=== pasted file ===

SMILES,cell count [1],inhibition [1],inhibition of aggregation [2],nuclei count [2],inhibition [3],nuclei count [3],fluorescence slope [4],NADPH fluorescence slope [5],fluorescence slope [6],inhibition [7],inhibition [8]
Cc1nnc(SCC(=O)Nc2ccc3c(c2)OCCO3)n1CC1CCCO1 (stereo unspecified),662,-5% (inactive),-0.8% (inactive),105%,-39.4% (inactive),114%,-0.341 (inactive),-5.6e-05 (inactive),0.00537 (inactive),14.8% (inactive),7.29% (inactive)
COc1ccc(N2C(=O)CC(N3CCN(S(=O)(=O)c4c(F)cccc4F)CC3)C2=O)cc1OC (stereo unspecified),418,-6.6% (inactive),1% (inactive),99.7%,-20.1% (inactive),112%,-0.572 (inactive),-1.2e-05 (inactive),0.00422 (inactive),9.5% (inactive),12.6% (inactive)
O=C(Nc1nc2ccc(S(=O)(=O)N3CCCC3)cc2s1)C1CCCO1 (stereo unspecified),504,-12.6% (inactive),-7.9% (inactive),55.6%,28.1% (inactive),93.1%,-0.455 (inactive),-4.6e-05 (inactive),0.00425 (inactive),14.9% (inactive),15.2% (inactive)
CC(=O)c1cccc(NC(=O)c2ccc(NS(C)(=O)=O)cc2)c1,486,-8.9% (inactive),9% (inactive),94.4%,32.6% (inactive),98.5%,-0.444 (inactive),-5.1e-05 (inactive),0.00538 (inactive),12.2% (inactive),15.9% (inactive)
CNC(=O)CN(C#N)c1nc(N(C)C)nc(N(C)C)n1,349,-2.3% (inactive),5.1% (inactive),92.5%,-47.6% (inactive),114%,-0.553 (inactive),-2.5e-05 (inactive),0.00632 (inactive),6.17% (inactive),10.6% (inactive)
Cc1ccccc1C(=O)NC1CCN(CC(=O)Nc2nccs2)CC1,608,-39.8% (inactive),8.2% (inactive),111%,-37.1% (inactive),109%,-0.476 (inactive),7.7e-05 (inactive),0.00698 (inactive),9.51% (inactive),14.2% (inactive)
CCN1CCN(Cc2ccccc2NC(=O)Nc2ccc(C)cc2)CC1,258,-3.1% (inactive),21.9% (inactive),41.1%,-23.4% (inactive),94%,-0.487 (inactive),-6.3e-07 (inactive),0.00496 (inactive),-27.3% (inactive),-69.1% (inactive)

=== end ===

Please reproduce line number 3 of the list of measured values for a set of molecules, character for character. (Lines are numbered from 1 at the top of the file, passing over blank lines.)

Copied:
COc1ccc(N2C(=O)CC(N3CCN(S(=O)(=O)c4c(F)cccc4F)CC3)C2=O)cc1OC (stereo unspecified),418,-6.6% (inactive),1% (inactive),99.7%,-20.1% (inactive),112%,-0.572 (inactive),-1.2e-05 (inactive),0.00422 (inactive),9.5% (inactive),12.6% (inactive)